UN warns of war crime as over 5 million in Damascus suffer water shortages
Louai Beshara (AFP/File)
The United Nations warned Thursday that sabotaging water supplies was a war crime after the main source for Syria's capital was cut, leaving more than five million people facing shortages.
Water supplies from the rebel-held area of Wadi Barada near Damascus have been severed since December 22, with the regime and rebels trading blame.
The head of a UN-backed humanitarian taskforce for Syria said Thursday the shutdown had already had "dramatic" consequences.
Jan Egeland said water supplies to 5.5 million people had been hit "because of fighting, or because of sabotage or because of both".
"To sabotage and deny water is of course a war crime, because it is civilians who drink it and civilians who will be affected by waterborne diseases" if supplies are not restored, he told reporters in Geneva.
The shortages have sent prices for water in Damascus soaring. Residents said they have been forced to buy bottled water at twice the normal price as their supplies have run low and what little tap water is available is undrinkable.
"We used to complain about power cuts, but now we can see that it's nothing compared with the lack of drinkable water. Water is life," said Faiz, a 50-year-old civil servant.
The shortages have prompted a regime assault to retake Wadi Barada.
Rebel fighters clashed with government forces backed by Lebanese Shiite movement Hezbollah there Thursday, even as a nationwide ceasefire brought quiet to other parts of Syria.
The Syrian Observatory for Human Rights said regime forces hit the area with air strikes, mortars and artillery.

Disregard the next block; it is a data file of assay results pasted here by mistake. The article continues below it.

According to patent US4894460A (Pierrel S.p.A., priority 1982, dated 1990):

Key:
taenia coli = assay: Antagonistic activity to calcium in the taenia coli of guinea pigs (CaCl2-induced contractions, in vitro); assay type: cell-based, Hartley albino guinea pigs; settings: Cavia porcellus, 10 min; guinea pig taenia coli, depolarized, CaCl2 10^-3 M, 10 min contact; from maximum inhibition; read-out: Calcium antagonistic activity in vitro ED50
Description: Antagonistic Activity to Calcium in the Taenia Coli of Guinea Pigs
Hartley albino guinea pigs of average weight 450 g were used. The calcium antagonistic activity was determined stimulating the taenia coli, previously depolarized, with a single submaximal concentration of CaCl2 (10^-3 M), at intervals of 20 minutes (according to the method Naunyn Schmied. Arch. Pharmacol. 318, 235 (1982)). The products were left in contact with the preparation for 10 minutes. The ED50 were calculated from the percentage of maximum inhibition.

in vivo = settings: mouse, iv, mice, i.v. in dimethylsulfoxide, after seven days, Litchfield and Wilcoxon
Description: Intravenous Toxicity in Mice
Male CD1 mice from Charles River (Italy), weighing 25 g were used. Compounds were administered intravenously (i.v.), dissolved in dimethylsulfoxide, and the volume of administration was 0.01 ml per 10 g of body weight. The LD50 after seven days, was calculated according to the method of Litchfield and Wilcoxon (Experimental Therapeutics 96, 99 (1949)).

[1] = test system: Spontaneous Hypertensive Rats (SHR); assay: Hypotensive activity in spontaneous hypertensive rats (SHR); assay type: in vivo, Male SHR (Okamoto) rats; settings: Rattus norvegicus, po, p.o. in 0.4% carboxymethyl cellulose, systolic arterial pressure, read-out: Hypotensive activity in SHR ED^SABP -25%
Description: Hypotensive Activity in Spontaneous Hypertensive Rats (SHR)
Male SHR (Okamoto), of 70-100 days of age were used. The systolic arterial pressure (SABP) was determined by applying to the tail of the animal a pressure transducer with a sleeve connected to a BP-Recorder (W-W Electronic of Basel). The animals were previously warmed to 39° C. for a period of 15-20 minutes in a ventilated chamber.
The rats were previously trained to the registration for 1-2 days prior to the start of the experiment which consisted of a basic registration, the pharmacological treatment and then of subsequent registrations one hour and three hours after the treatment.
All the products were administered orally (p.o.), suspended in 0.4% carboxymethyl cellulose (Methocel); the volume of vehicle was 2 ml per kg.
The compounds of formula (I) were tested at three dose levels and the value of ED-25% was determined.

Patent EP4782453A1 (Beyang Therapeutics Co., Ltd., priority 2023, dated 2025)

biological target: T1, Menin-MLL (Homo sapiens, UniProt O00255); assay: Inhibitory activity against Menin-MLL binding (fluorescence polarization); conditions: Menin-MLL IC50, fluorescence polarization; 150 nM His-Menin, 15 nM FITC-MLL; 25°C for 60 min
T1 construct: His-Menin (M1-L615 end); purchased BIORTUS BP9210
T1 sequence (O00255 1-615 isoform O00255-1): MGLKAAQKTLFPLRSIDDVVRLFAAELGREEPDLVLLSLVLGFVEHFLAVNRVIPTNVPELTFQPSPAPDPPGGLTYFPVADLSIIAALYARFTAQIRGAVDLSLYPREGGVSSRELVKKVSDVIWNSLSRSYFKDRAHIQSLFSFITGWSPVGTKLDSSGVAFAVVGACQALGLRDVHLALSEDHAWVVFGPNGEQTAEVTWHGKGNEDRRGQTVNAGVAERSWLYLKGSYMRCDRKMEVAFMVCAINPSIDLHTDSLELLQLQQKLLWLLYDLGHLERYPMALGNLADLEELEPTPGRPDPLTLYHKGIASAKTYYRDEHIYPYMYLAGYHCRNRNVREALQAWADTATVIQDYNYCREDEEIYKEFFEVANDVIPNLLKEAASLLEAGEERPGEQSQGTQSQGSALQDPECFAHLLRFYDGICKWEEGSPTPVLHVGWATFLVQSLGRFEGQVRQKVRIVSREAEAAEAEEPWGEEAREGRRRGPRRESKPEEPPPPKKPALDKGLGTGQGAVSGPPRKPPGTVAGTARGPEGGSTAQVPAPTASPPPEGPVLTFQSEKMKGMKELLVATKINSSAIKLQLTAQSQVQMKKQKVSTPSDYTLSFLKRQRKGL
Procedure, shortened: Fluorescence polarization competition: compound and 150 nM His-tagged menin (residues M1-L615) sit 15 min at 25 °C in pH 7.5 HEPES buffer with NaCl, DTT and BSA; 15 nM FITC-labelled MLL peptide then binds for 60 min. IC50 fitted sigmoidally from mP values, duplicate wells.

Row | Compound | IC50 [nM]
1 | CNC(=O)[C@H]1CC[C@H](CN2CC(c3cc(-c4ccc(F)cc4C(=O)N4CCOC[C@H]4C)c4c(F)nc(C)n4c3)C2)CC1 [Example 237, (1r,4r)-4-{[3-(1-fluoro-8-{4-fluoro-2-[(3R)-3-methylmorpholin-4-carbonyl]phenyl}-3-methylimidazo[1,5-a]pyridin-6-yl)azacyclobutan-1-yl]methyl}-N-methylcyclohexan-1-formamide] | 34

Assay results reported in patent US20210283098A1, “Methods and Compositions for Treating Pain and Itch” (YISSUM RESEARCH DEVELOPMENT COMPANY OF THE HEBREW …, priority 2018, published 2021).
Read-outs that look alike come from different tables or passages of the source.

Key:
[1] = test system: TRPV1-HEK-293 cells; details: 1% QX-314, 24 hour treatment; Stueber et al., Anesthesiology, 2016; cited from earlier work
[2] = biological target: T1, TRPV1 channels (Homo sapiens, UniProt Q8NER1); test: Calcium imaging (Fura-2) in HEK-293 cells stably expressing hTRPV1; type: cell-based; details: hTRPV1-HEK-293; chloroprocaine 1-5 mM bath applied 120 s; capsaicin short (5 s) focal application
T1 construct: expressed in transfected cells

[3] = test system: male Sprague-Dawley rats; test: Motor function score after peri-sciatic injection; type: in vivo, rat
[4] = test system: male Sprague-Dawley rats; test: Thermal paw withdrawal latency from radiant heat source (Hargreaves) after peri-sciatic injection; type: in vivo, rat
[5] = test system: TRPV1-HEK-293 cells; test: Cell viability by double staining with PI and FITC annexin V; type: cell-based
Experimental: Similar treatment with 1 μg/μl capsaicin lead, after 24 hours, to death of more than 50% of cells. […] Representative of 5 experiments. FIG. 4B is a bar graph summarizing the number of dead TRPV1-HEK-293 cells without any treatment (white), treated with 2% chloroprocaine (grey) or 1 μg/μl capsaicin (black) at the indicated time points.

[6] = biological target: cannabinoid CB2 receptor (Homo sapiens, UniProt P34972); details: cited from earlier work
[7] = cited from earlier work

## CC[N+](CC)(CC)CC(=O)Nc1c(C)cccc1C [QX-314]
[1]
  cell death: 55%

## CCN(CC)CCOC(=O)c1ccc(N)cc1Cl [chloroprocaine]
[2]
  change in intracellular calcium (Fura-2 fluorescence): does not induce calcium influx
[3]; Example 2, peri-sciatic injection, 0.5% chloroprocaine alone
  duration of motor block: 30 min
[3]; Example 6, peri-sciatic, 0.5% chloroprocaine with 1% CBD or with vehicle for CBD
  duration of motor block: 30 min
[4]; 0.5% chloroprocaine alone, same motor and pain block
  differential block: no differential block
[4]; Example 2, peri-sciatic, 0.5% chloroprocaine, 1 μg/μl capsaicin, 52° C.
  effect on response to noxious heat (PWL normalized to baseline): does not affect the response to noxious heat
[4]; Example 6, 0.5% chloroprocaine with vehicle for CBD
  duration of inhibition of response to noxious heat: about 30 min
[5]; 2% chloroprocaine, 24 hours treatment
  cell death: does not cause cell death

Syria's main opposition coalition urged the United Nations Security Council Thursday to put an "immediate" halt to what it said were regime violations of the truce.
It accused the regime of Syrian President Bashar al-Assad of "violations and war crimes" in Wadi Barada.
The regime says forces in Wadi Barada include former Al-Qaeda affiliate Fateh al-Sham Front, previously known as Al-Nusra Front, which Moscow and Damascus say is excluded from the ceasefire.
Rebels deny the group is in the area.
The relative peace was also rocked by a car bombing on Thursday in Syria's coastal city of Jableh, a regime bastion, leaving at least 15 dead, the Observatory said.
Syrian state television also reported the blast near the town's municipal stadium.
The fighting threatened a truce aimed at paving the way for peace negotiations later this month in the Kazakh capital Astana.
Despite backing opposite sides in the conflict, Ankara and Moscow have worked closely to broker the ceasefire and plan the Astana talks, which Turkish Foreign Minister Mevlut Cavusoglu said could take place on January 23.
The ceasefire and Astana talks are the latest bid to resolve nearly six years of conflict in Syria, which has been ravaged by violence since an uprising began in March 2011.
The UN Security Council has backed the process, despite the fact it offers a competing track to UN-sponsored talks set to resume in Geneva in February.
"We, the UN, welcome such efforts," the UN's Syria envoy Staffan de Mistura told reporters in Geneva Thursday. He said any effort that consolidates the cessation of hostilities "is certainly welcome".
Observatory director Rami Abdel Rahman said fighting had eased considerably since the truce came into force.
"The number of casualties has fallen a lot, with only 13 dead in the areas covered by the ceasefire since the truce began. That would have been the toll of a single air strike before it came into force," he told AFP.
Karim Emile Bitar, professor of international relations at Saint-Joseph University in Beirut, said Syrian ceasefires had become "merely a continuation of war by other means".
"This one is already shaky but has not yet completely collapsed," he said. "Russia and the Syrian regime have an interest in temporarily prolonging the ceasefire if only to consolidate their gains and prepare for the next battles."
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